This article originally appeared in the Bangor Daily News.
Bicycle group’s ‘rolling exploration of Maine’ wraps up weeklong tour
By Bill Trotter, BDN Staff
Posted Sept. 14, 2013, at 11:10 a.m.
Last modified Sept. 15, 2013, at 5:54 p.m.
EASTBROOK, Maine — More than 250 bicyclists from 34 states and three Canadian provinces braved the rain Friday as they pedaled from Bar Harbor to Camp Jordan in Ellsworth via scenic roads through eastern Hancock County.
The event was the seventh day of the inaugural BikeMaine 2013, an eight-day biking tour for experienced cyclists that was organized by the Bicycle Coalition of Maine. The Bangor Daily News is a media partner for the tour, which is expected to end Saturday in Orono.
Tour participants began the trek Saturday, Sept. 7, in Orono and, while biking in a continuous counterclockwise loop, made overnight stops in Dover-Foxcroft, Belfast and Castine before arriving in Bar Harbor on Wednesday. Riders had a rest day in Bar Harbor on Thursday before resuming the trip Friday morning.
The bicyclists, who traveled alone or in small groups along the marked route, stopped at Cave Hill School on Route 200 to eat lunch and meet with schoolchildren to talk about cycling before resuming their wet ride.
Mark Ishkanian, vice president of the group’s board of directors, said Friday that by stopping at places like Cave Hill School, the group can connect cyclists on the tour with communities they pass through. Additionally, they can help spread the word to children that bicycling is a fun, healthy and practical activity.
On Friday, the group held a bike rodeo for pupils in the parking lot of the elementary school, teaching them about riding safety and techniques. They donated helmets to students that needed them as permanent gifts and, with the support of Anthem Blue Cross, provided the children with free bicycle lights and bells.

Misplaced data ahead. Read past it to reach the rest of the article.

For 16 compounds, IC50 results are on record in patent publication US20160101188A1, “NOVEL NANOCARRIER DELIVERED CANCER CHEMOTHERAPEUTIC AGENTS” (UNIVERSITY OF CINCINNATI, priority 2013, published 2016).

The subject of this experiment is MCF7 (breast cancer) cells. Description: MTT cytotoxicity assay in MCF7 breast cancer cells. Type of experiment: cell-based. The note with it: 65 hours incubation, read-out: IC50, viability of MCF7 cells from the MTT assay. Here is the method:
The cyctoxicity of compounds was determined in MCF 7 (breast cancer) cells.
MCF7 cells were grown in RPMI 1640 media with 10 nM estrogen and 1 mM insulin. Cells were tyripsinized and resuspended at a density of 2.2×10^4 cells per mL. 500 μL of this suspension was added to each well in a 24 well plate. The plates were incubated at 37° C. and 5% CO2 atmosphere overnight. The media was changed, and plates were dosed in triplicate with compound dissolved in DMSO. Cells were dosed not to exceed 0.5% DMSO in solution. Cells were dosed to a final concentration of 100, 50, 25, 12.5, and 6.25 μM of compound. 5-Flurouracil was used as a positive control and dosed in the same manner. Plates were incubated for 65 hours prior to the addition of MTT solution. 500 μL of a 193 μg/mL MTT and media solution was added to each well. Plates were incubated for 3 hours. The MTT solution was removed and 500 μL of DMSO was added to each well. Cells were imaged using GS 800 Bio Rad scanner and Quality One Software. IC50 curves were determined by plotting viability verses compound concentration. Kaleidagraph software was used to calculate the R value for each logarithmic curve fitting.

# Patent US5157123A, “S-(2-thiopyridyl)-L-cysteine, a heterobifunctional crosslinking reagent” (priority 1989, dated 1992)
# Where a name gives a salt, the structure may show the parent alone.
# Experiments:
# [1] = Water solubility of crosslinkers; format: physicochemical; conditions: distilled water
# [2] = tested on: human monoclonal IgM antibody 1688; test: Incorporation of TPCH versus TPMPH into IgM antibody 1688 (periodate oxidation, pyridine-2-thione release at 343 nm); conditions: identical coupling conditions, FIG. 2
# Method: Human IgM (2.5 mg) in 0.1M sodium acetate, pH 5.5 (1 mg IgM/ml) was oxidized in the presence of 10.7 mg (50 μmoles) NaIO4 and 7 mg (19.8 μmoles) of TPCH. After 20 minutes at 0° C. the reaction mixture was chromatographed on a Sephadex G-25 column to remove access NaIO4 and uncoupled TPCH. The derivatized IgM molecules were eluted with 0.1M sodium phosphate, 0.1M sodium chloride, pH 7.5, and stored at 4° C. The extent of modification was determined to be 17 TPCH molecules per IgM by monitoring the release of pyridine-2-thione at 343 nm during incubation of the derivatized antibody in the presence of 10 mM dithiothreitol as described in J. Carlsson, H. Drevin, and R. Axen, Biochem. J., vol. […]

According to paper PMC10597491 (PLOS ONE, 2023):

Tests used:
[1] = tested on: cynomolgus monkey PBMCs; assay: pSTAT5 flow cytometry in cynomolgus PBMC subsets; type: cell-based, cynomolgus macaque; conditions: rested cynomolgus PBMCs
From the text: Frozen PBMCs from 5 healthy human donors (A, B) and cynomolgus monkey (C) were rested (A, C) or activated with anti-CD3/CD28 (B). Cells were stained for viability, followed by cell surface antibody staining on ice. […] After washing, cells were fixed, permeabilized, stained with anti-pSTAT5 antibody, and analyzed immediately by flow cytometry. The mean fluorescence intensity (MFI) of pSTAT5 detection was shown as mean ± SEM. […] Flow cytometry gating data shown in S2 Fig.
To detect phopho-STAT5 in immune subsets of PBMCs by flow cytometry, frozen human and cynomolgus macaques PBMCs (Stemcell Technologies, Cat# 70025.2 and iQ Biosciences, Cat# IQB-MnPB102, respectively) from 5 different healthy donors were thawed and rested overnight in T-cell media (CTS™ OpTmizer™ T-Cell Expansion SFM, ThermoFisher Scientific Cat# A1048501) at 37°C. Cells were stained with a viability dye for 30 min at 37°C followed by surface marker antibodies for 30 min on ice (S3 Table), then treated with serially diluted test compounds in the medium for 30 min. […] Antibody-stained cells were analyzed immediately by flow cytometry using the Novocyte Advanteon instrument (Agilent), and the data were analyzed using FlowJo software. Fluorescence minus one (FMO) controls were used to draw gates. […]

“Events like this are great because you get kids on bikes,” said Jim Tasse, the coalition’s education director. “These kids are so stoked about cycling. I don’t even think they’re aware it’s raining out.”
Ishkanian said the coalition plans to organize and stage a different weeklong tour in Maine every September. The 2013 tour had 258 registered riders, 114 of whom were from Maine, but he expects the number to grow as the coalition learns the ropes of staging such an annual event.
He said he wasn’t sure how big it would become, but the coalition hopes to find the “sweet spot” of just large enough to maximize the economic impact it will have on host communities while keeping the number of participating bicyclists at a manageable level, both for the coalition and the communities that host it. He said the coalition also hopes to start a grant program to help fund bicycle-related projects in communities that host the annual tour.
“We have to find that balancing point,” Ishkanian said of the tour’s potential growth. “More than anything, it’s a rolling exploration of Maine.”
He added that, though Friday was pretty wet, the group has had decent weather on other days. He pointed out that there has been pretty smooth riding for a first-year event.
“It’s been one high after another,” Ishkanian said. “I’ve not heard many complaints about the weather.”
Sean McCallum, a cyclist from Alexandria, Va., who has ridden in other organized recreational tours around the country, said he would give the coalition a B+ grade for the 2013 event.
“They’ve done a good job,” he said. “Maine is a beautiful state that has a lot of rich natural resources. I’ve really enjoyed and been impressed with this state here.”
Brad Smith, a cyclist on the tour from Jaffrey, N.H., said that he’s had a fun week. The group has had good weather on other days, he said, and are not just fair-weather cyclists. Everyone on the tour has had a fair amount of bike trekking experience, he said, and so are used to dealing with the elements.
“It’s been a fabulous week,” Smith said. “As long as you can get a hot shower at the end of the day, it doesn’t matter what’s going on outside.”